State attorney to mull probing Katsav's 3 cronies

Cronies criticized by Tel Aviv District Court for intimidating and silencing women who were sexually molested by former president.

katsav enters court 311 (photo credit: Ben Hartman)
katsav enters court 311
(photo credit: Ben Hartman)
There are increasing calls to conduct a criminal investigation against three of former President Moshe Katsav's associates who were sharply criticized by the Tel Aviv District Court for acting on his behalf to intimidate and silence women who were sexually molested by him, the Justice Ministry announced Monday.
The three are Uri Yoeli, a private businessman, Zvi Brukner, director of Katsav’s bureau, and Rafi Ben-Hur, currently deputy director-general of administration in the Tourism Ministry.
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A spokesman for the Justice Ministry’s southern district said the matter would be discussed when prosecutors meet in the coming days to prepare for the next stages of Katsav’s trial.
Last month, Katsav was convicted on two counts of rape, two counts of sexual harassment, obstructing justice and committing an indecent act using force.
“The findings included in the verdict, along with the investigation material that was gathered regarding Katsav's aides, will be discussed soon, in the context of meetings to consider the next steps in the case,” the spokesman told The Jerusalem Post. “In the wake of the verdict, our office has received many inquiries on this matter and they will be answered as is customary.”
But the State Attorney’s Office has also raised the possibility that the statute of limitations applies to all of the serious crimes with which Katsav's aides could be charged. By law, any crime defined as a felony cannot be prosecuted after 10 years. Thus, the crimes would have had to have been committed no earlier than 1998.
One of the first letters that Attorney-General Yehuda Weinstein received on this matter came from The Legal Forum, a watchdog organization of lawyers who take an active role in public affairs.
On January 2, forum president Natanel Peretz called on Weinstein to “launch a criminal investigation against former president Katsav’s aides. It is important to bring to justice everyone who contributed actively to the perpetration of serious sexual crimes and the humiliation of the victims of these crimes.”
Peretz wrote, “The court found that former president Katsav’s “loyal emissaries” carried out various acts which enabled him, ostensibly, to satisfy his desires. These acts included plotting against the complainants, tape recording one of them and then editing the tapes, manufacturing evidence for a rainy day, and more.”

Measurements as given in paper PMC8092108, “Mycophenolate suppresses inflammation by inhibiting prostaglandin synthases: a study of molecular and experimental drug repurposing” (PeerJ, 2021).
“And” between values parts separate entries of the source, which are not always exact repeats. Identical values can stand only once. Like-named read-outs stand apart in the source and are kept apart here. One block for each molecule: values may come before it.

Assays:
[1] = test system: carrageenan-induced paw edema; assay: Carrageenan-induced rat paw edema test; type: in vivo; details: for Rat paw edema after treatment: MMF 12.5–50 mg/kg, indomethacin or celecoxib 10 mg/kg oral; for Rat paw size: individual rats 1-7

According to forum director Roi Abrahamovitch, “we cannot simply shut the file and say the matter is closed. It’s inconceivable that these men acted against helpless victims and are getting away with it.
Until now, we have forgotten about the women.”
Former Tel Aviv District Court judge Shelly Timen told the Post that Katsav’s aides could be investigated on suspicion of tampering with evidence, conspiracy to tamper with evidence, disturbing witnesses and other crimes.
Brukner and Ben-Hur, who were civil servants, could also be charged with fraud and breach of trust, or be brought before a Civil Service Commission disciplinary court.
Timen also said that if for whatever reason, the three could not be charged for these crimes, they could be investigated for having lied to the court. Even though it is rare to charge witnesses (as opposed to defendants) with perjury, the authorities often charge suspects with crimes indirectly related to the investigation, if, for some reason, they cannot prosecute them for the major ones.
But according to Timen, it was less important to convict the three than to investigate them.
“The main point is that we cannot simply ignore what happened. If we do, we create norms that no one takes seriously.
Just like Tzachi Hanegbi, who said he had made political appointments because everyone else did and no one had been punished for it. We must enforce these norms. It should be forbidden for someone like Yoeli, a private businessman, to hang around the Tourism Ministry, when he does not work there.”
It was not enough that the court said it did not believe the testimony of the three cronies, said Timen. The judges only stated their opinion. The police should seek proof to show that they did, indeed, lie.